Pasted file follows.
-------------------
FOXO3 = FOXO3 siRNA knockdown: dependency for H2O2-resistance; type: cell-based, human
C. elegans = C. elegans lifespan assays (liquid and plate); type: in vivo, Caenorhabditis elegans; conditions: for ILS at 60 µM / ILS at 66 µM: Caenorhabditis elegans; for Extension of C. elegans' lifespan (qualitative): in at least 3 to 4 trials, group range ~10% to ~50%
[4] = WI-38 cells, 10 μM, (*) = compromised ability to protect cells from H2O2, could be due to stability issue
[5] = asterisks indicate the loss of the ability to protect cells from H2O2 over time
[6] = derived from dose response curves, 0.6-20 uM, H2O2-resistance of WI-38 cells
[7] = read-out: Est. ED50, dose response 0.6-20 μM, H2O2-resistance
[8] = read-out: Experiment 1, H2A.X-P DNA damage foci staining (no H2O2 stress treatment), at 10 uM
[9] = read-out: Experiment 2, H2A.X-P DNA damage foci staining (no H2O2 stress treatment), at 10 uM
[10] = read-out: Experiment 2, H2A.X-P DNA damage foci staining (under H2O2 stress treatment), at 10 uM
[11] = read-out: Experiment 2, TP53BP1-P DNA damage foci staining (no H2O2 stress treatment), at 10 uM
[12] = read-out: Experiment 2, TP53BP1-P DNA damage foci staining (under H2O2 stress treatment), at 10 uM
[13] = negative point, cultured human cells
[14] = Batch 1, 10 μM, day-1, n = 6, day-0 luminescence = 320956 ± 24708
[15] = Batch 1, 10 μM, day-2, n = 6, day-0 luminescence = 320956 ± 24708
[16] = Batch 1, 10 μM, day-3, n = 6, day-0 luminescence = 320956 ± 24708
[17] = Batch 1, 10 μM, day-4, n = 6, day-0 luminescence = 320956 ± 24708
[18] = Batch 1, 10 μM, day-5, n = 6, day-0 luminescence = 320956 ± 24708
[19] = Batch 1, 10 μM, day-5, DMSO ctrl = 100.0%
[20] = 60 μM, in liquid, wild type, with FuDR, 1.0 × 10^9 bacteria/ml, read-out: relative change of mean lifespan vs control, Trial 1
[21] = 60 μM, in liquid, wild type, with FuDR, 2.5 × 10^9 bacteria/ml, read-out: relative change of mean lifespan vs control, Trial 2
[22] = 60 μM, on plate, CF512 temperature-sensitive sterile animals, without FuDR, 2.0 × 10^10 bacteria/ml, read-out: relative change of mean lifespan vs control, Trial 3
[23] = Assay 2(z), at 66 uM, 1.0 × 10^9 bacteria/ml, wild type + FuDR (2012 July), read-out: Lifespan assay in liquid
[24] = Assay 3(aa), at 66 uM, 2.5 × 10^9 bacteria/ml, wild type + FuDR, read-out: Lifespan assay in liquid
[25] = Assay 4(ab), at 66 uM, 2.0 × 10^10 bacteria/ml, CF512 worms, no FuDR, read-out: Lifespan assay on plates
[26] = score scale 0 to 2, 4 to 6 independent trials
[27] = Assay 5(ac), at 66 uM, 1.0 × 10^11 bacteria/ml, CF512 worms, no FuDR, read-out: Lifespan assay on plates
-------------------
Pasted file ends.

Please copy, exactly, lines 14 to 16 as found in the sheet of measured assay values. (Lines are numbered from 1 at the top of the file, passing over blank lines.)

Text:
[15] = Batch 1, 10 μM, day-2, n = 6, day-0 luminescence = 320956 ± 24708
[16] = Batch 1, 10 μM, day-3, n = 6, day-0 luminescence = 320956 ± 24708
[17] = Batch 1, 10 μM, day-4, n = 6, day-0 luminescence = 320956 ± 24708